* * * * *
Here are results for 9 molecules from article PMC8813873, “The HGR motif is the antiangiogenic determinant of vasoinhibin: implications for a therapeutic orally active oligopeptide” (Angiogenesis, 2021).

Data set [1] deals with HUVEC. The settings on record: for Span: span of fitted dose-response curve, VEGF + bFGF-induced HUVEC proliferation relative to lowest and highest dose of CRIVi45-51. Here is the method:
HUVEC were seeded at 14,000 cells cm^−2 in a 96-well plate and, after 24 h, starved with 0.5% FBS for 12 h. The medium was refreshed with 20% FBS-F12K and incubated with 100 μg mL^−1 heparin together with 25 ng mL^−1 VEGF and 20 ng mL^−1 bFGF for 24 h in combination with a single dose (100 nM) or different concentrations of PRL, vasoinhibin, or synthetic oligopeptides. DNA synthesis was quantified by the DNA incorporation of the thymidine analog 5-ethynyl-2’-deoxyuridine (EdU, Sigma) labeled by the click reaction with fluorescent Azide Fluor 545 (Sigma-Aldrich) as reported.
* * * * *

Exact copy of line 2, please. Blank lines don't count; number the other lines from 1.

Data set [1] deals with HUVEC. The settings on record: for Span: span of fitted dose-response curve, VEGF + bFGF-induced HUVEC proliferation relative to lowest and highest dose of CRIVi45-51. Here is the method: